I should tell you about my shoes. It is a sordid tale of boastful pride and the desire to be envied.
Months ago, I had my worn-out loafers re-soled. For years these shoes had ably served me. I’d already had them re-soled once before. Although of humble lineage (Kirkland brand from Costco), they had become very comfortable after a couple weeks of painful breaking in. They were also fine looking, although my wife, Judi, didn’t care much for the tassels.
With their new soles my Kirklands gave me more months of faithful service—until they began to come apart at the seams. They were clearly beyond repair. With some regret, I began to look for new loafers.
I searched at Costco, but they no longer carried loafers. Penney’s had nothing that appealed to me. I almost bought a pair at Macy’s but they were not quite right.
Then I went to Nordstrom Rack and there I found my new loafers. They were black, they were immediately comfortable, and they were tasseled. I quickly snatched them up, took them home, and showed them to Judi. She thought they were fine shoes and a good buy—although she didn’t care much for the tassels.
I can’t blame Satan for this. It was all a product of my own sinful self. My insole problem was a soul problem.
My old and faithful loafers had been low-cost Kirklands, but these new loafers were Cole Haans, a much more upscale brand. Cole Haan had never before had a place in my footwear economy. Their price at the Rack was $60, about $100 below their normal price. I’d never before owned a pair of $160 shoes. I know people spend hundreds of dollars on a pair of shoes, but to me $160 shoes seemed like high living indeed. I was pleased with my good buy.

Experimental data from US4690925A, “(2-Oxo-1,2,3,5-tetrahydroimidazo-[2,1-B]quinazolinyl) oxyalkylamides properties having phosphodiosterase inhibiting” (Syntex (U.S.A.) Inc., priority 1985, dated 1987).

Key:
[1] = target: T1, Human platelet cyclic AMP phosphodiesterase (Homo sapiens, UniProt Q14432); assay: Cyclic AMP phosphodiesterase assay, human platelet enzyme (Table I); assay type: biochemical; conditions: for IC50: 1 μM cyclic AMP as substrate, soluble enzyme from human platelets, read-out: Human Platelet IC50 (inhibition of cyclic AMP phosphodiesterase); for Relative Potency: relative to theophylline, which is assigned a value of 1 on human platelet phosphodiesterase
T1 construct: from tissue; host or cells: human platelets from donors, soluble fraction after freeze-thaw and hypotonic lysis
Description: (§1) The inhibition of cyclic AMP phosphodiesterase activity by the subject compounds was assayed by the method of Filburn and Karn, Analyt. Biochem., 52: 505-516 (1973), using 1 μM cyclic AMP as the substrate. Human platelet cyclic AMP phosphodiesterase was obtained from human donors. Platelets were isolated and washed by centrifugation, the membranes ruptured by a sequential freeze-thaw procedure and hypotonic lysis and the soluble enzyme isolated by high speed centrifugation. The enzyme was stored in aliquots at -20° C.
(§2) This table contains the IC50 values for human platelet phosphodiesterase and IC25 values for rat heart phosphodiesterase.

But then the story took an ugly turn. It was not enough that I had found a comfortable pair of Cole Haans for a great price, I soon found myself wanting others to know I owned a pair of expensive shoes. Stitched into the insoles of my new loafers, was a classy, satin-like burgundy name plate that proudly announced their exalted pedigree, “Cole Haan.”
In some dark corner of my soul, I wanted people to see that name plate. Perhaps they would think better of me if they could see that I wore a more exclusive brand of shoes. “Wow, he’s wearing Cole Haans, he must be one of those really successful people.”
At the gym, when I changed into my sneakers, I would leave my new loafers out a little longer hoping someone would notice them. But no one ever did. While staying with extended family on Christmas vacation, I left my Cole Haans in the living room overnight, hoping someone would notice and comment on them. But, alas, no one did.
It was all very pathetic. What was I thinking? I wish I could say Satan or one of his demons put this distorted thinking into my head. But I can’t blame Satan for this. It was all a product of my own sinful self. My insole problem was a soul problem.
I still have my nice, comfortable Cole Haans, but now they are just shoes, nothing more. Well, maybe they are one more thing. They are reminders of the ease with which I can slip into sinful thinking. Whenever I am tempted to think of myself as spiritually advanced and able to handle temptation, I do not need to look deeply into my soul to correct that false thinking. It’s written in my insoles.
Postscript: As I often do, I asked Judi to read my article so I could have her opinion. “What do you think?” I asked. She paused, then said, “Well, that’s one way to get everyone to notice your shoes.”